They married a year later after he had made several trips back to Chicago, met her parents, who endorsed his thoughtful presence in their parlor. She made her own dress, but the photographer was a fussy man who complained she did not look like a happy bride.
He bustled around her, insisting she stand this way, look that way until her arms hung loosely at her sides, the silk studio bouquet a weary tribute to the ceremony she would share with Stanley that Sunday.
In the end, she looked steadily at the pea-green velvet jacket his assistant had hung on a hook.
They had two twin boys and an infant baby girl she called Emily after her grandmother in North Dakota.
Their home was a suite of rooms in Brockton, Mass, tucked within one of many sprawling residences, once grand, but by the time the family was established, began to show signs of decay.
The children never left those stately rooms after one hot summer in 1919 when her twins and little Emily fell like saplings to the Spanish influenza. She and Stanley made a go of it, but the graceful regal-blue buildings became victims of drafts and damp, wood-rot and leaks, though still lovely with their high-ceilinged foyers.
Stanley left her suddenly. He died from a heart attack in 1940, and she packed up a few things, abandoned the drafty rooms where you could hear the footfalls two storeys up on the bare dried or swollen floorboards, depending on the season, and moved home to Chicago.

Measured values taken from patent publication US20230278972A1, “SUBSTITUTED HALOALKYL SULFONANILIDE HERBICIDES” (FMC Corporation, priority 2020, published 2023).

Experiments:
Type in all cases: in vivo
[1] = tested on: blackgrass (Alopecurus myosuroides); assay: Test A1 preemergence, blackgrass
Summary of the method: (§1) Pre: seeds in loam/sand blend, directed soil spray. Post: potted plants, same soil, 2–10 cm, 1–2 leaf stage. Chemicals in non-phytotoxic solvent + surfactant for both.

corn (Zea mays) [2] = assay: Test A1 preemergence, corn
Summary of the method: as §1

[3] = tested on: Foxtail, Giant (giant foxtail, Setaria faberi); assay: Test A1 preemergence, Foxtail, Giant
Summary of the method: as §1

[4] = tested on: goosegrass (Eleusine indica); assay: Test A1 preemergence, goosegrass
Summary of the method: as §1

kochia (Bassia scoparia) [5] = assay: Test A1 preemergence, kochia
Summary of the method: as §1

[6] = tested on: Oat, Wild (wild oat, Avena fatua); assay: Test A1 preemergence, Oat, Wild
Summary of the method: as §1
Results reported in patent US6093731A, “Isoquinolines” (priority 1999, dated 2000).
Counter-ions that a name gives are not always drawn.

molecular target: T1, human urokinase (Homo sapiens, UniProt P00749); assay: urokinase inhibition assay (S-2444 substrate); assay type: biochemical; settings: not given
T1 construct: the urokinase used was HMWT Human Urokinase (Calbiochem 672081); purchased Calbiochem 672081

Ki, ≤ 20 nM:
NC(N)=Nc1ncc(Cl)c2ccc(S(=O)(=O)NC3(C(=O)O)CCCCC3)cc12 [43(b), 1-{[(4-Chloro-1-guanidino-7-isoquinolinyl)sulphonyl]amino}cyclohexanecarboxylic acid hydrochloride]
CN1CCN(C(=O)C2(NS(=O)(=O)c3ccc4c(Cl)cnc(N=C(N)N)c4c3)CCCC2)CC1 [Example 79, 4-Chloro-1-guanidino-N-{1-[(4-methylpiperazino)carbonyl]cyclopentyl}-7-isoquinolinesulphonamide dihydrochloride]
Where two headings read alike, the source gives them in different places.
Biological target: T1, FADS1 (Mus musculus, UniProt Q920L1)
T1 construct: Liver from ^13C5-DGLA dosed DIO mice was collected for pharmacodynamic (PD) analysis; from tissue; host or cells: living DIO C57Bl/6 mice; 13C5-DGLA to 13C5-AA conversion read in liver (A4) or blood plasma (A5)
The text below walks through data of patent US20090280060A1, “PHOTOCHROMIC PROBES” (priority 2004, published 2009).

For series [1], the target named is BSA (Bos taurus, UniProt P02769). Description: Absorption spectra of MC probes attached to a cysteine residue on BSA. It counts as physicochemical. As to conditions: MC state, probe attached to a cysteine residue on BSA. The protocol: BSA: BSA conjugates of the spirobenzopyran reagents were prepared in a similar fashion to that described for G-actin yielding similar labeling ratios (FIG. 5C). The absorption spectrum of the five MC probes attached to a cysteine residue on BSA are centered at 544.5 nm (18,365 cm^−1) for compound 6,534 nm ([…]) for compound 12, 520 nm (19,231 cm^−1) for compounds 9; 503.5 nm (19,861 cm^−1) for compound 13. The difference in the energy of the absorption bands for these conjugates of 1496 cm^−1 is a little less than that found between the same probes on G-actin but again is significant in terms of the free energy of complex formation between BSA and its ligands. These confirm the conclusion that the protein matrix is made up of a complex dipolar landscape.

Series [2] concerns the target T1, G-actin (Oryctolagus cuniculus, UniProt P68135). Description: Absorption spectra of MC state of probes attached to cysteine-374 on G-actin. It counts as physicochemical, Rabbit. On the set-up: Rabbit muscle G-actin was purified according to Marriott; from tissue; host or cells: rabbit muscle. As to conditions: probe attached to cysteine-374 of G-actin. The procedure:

“Well, I’ll just get someone from next door if you don’t mind ma’am,” Andrew said. When she didn’t respond, he watched her for a moment and then went down the hall and knocked on the front apartment.
“Just a minute,” a voice called. Labored footsteps and a middle-aged man opened the door. He held a can of beer in a moist hand and a newspaper tucked under his arm. When he saw the police officer, he straightened up a little.
“Your neighbor has reported a break-in, sir,” Andrew said. “Your name sir?
“Philip O’Connor,” the man said, a little defensively. “What’s wrong?”
“It’s your neighbor Elaine Moore, sir. She’s had a break-in with some damage. She hasn’t got anybody to stay with her. Would you be able to just look in on her a little later? I think she’s had a scare.”
The man looked blankly at Andrew, his face relaxed and he blinked, put the beer down on a telephone table, and nodded quickly.
“Of course, of course. Elaine’s a good old girl. What exactly happened?” and Andrew told him about the mess, and the broken ballet dancer lying in pieces across the darkly stained carpet. The trail of potting soil.
Philip followed him into the apartment and Andrew was happy to see Elaine smile tiredly when her neighbor came into the kitchen.
“Hello dear,” she said. “Just look at this mess. Look,” and took his sleeve as she had Andrew’s, leading him into the living room.
“Well, geez Elaine. What a damned mess. Let’s get this cleaned up,” Philip said, and when Andrew left the pair, Philip was bending over the plant with a bucket, dustpan and whisk-broom and Elaine was re-heating the cold coffee.
He sat pensively at the steering wheel for a few moments before starting the rumbling patrol car when his radio came to life and he drove a mile west. Two men were brawling on the pavement outside a corner bar, while a young woman stood heckling the pair.
Andrew was joined by a second car, and the officers pried the men from the fight, gave them a stern warning and sent them and the woman, now weeping, home.